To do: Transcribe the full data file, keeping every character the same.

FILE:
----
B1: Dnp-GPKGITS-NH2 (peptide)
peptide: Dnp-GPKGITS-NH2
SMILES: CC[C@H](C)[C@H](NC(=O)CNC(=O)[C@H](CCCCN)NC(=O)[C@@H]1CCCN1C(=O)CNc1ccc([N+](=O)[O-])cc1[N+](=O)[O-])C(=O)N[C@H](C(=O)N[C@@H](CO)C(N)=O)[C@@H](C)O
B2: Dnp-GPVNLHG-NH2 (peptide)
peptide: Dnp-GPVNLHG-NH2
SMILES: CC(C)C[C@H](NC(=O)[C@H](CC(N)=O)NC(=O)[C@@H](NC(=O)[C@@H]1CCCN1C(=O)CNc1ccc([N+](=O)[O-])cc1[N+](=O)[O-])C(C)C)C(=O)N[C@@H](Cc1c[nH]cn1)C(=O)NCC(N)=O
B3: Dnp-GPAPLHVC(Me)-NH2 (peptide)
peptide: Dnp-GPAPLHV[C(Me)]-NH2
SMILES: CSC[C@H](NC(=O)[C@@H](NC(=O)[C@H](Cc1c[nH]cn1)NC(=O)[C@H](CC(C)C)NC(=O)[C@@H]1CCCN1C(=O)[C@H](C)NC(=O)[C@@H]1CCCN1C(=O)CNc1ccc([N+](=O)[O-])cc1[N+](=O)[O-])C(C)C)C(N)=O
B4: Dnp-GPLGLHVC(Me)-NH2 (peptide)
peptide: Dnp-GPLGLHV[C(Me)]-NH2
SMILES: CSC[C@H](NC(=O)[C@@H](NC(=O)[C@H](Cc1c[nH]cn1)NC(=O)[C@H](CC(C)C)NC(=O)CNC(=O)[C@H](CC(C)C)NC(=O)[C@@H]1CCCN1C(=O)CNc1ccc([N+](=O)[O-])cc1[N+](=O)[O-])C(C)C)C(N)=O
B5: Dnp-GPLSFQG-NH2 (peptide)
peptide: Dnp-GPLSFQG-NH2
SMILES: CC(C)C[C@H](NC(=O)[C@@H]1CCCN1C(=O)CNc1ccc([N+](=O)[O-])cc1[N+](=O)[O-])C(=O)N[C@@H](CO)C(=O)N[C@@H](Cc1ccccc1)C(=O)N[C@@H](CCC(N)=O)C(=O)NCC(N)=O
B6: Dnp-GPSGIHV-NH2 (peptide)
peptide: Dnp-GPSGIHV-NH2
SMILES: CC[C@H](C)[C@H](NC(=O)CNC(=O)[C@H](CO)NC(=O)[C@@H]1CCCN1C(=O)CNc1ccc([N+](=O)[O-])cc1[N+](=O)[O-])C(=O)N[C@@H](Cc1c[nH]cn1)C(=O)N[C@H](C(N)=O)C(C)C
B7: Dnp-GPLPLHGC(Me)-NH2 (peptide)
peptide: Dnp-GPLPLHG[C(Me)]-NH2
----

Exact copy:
B1: Dnp-GPKGITS-NH2 (peptide)
peptide: Dnp-GPKGITS-NH2
SMILES: CC[C@H](C)[C@H](NC(=O)CNC(=O)[C@H](CCCCN)NC(=O)[C@@H]1CCCN1C(=O)CNc1ccc([N+](=O)[O-])cc1[N+](=O)[O-])C(=O)N[C@H](C(=O)N[C@@H](CO)C(N)=O)[C@@H](C)O
B2: Dnp-GPVNLHG-NH2 (peptide)
peptide: Dnp-GPVNLHG-NH2
SMILES: CC(C)C[C@H](NC(=O)[C@H](CC(N)=O)NC(=O)[C@@H](NC(=O)[C@@H]1CCCN1C(=O)CNc1ccc([N+](=O)[O-])cc1[N+](=O)[O-])C(C)C)C(=O)N[C@@H](Cc1c[nH]cn1)C(=O)NCC(N)=O
B3: Dnp-GPAPLHVC(Me)-NH2 (peptide)
peptide: Dnp-GPAPLHV[C(Me)]-NH2
SMILES: CSC[C@H](NC(=O)[C@@H](NC(=O)[C@H](Cc1c[nH]cn1)NC(=O)[C@H](CC(C)C)NC(=O)[C@@H]1CCCN1C(=O)[C@H](C)NC(=O)[C@@H]1CCCN1C(=O)CNc1ccc([N+](=O)[O-])cc1[N+](=O)[O-])C(C)C)C(N)=O
B4: Dnp-GPLGLHVC(Me)-NH2 (peptide)
peptide: Dnp-GPLGLHV[C(Me)]-NH2
SMILES: CSC[C@H](NC(=O)[C@@H](NC(=O)[C@H](Cc1c[nH]cn1)NC(=O)[C@H](CC(C)C)NC(=O)CNC(=O)[C@H](CC(C)C)NC(=O)[C@@H]1CCCN1C(=O)CNc1ccc([N+](=O)[O-])cc1[N+](=O)[O-])C(C)C)C(N)=O
B5: Dnp-GPLSFQG-NH2 (peptide)
peptide: Dnp-GPLSFQG-NH2
SMILES: CC(C)C[C@H](NC(=O)[C@@H]1CCCN1C(=O)CNc1ccc([N+](=O)[O-])cc1[N+](=O)[O-])C(=O)N[C@@H](CO)C(=O)N[C@@H](Cc1ccccc1)C(=O)N[C@@H](CCC(N)=O)C(=O)NCC(N)=O
B6: Dnp-GPSGIHV-NH2 (peptide)
peptide: Dnp-GPSGIHV-NH2
SMILES: CC[C@H](C)[C@H](NC(=O)CNC(=O)[C@H](CO)NC(=O)[C@@H]1CCCN1C(=O)CNc1ccc([N+](=O)[O-])cc1[N+](=O)[O-])C(=O)N[C@@H](Cc1c[nH]cn1)C(=O)N[C@H](C(N)=O)C(C)C
B7: Dnp-GPLPLHGC(Me)-NH2 (peptide)
peptide: Dnp-GPLPLHG[C(Me)]-NH2